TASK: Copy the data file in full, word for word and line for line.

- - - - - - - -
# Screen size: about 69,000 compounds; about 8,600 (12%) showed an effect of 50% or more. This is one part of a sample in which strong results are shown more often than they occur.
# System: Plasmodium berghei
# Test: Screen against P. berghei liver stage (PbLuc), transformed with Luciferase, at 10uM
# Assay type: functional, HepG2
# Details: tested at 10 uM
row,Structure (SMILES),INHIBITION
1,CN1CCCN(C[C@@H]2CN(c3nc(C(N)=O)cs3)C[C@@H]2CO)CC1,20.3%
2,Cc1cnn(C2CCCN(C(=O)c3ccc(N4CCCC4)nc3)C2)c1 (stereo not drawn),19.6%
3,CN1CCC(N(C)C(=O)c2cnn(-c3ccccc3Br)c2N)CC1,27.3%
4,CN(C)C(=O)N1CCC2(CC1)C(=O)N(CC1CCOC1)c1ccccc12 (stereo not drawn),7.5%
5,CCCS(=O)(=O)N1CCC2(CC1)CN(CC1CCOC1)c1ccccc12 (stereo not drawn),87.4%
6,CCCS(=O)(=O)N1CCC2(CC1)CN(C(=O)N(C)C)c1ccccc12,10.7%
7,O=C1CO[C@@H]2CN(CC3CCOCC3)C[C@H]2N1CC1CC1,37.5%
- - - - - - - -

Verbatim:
# Screen size: about 69,000 compounds; about 8,600 (12%) showed an effect of 50% or more. This is one part of a sample in which strong results are shown more often than they occur.
# System: Plasmodium berghei
# Test: Screen against P. berghei liver stage (PbLuc), transformed with Luciferase, at 10uM
# Assay type: functional, HepG2
# Details: tested at 10 uM
row,Structure (SMILES),INHIBITION
1,CN1CCCN(C[C@@H]2CN(c3nc(C(N)=O)cs3)C[C@@H]2CO)CC1,20.3%
2,Cc1cnn(C2CCCN(C(=O)c3ccc(N4CCCC4)nc3)C2)c1 (stereo not drawn),19.6%
3,CN1CCC(N(C)C(=O)c2cnn(-c3ccccc3Br)c2N)CC1,27.3%
4,CN(C)C(=O)N1CCC2(CC1)C(=O)N(CC1CCOC1)c1ccccc12 (stereo not drawn),7.5%
5,CCCS(=O)(=O)N1CCC2(CC1)CN(CC1CCOC1)c1ccccc12 (stereo not drawn),87.4%
6,CCCS(=O)(=O)N1CCC2(CC1)CN(C(=O)N(C)C)c1ccccc12,10.7%
7,O=C1CO[C@@H]2CN(CC3CCOCC3)C[C@H]2N1CC1CC1,37.5%